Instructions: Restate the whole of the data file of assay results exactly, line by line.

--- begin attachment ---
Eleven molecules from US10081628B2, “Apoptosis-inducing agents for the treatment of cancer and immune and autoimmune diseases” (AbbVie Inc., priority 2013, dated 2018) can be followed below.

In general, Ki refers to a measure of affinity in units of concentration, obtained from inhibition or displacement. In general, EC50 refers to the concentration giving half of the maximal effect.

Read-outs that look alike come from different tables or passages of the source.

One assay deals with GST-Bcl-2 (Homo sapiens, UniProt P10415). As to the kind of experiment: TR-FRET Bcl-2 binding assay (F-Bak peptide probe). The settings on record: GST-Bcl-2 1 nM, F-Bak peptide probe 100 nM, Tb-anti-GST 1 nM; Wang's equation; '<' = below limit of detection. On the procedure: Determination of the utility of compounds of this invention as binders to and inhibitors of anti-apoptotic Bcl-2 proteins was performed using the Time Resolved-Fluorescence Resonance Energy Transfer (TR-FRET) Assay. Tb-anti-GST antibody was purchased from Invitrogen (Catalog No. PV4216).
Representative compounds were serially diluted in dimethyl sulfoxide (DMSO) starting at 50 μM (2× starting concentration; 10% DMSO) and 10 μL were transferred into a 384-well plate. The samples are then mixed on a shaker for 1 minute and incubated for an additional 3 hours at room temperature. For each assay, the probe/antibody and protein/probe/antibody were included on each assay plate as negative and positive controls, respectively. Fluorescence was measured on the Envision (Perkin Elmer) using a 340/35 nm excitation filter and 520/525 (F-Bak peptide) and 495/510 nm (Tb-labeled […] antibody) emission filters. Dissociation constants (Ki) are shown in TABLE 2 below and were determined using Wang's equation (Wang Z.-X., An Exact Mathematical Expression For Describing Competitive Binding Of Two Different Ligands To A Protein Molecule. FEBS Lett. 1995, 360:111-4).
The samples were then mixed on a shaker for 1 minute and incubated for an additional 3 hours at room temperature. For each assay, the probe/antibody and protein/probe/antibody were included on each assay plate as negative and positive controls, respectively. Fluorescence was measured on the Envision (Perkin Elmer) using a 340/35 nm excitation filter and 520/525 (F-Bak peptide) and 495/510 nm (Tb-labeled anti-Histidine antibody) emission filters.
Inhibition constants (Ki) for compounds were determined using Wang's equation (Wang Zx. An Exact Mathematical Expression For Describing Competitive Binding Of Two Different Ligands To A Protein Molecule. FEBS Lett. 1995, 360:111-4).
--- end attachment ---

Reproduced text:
Eleven molecules from US10081628B2, “Apoptosis-inducing agents for the treatment of cancer and immune and autoimmune diseases” (AbbVie Inc., priority 2013, dated 2018) can be followed below.

In general, Ki refers to a measure of affinity in units of concentration, obtained from inhibition or displacement. In general, EC50 refers to the concentration giving half of the maximal effect.

Read-outs that look alike come from different tables or passages of the source.

One assay deals with GST-Bcl-2 (Homo sapiens, UniProt P10415). As to the kind of experiment: TR-FRET Bcl-2 binding assay (F-Bak peptide probe). The settings on record: GST-Bcl-2 1 nM, F-Bak peptide probe 100 nM, Tb-anti-GST 1 nM; Wang's equation; '<' = below limit of detection. On the procedure: Determination of the utility of compounds of this invention as binders to and inhibitors of anti-apoptotic Bcl-2 proteins was performed using the Time Resolved-Fluorescence Resonance Energy Transfer (TR-FRET) Assay. Tb-anti-GST antibody was purchased from Invitrogen (Catalog No. PV4216).
Representative compounds were serially diluted in dimethyl sulfoxide (DMSO) starting at 50 μM (2× starting concentration; 10% DMSO) and 10 μL were transferred into a 384-well plate. The samples are then mixed on a shaker for 1 minute and incubated for an additional 3 hours at room temperature. For each assay, the probe/antibody and protein/probe/antibody were included on each assay plate as negative and positive controls, respectively. Fluorescence was measured on the Envision (Perkin Elmer) using a 340/35 nm excitation filter and 520/525 (F-Bak peptide) and 495/510 nm (Tb-labeled […] antibody) emission filters. Dissociation constants (Ki) are shown in TABLE 2 below and were determined using Wang's equation (Wang Z.-X., An Exact Mathematical Expression For Describing Competitive Binding Of Two Different Ligands To A Protein Molecule. FEBS Lett. 1995, 360:111-4).
The samples were then mixed on a shaker for 1 minute and incubated for an additional 3 hours at room temperature. For each assay, the probe/antibody and protein/probe/antibody were included on each assay plate as negative and positive controls, respectively. Fluorescence was measured on the Envision (Perkin Elmer) using a 340/35 nm excitation filter and 520/525 (F-Bak peptide) and 495/510 nm (Tb-labeled anti-Histidine antibody) emission filters.
Inhibition constants (Ki) for compounds were determined using Wang's equation (Wang Zx. An Exact Mathematical Expression For Describing Competitive Binding Of Two Different Ligands To A Protein Molecule. FEBS Lett. 1995, 360:111-4).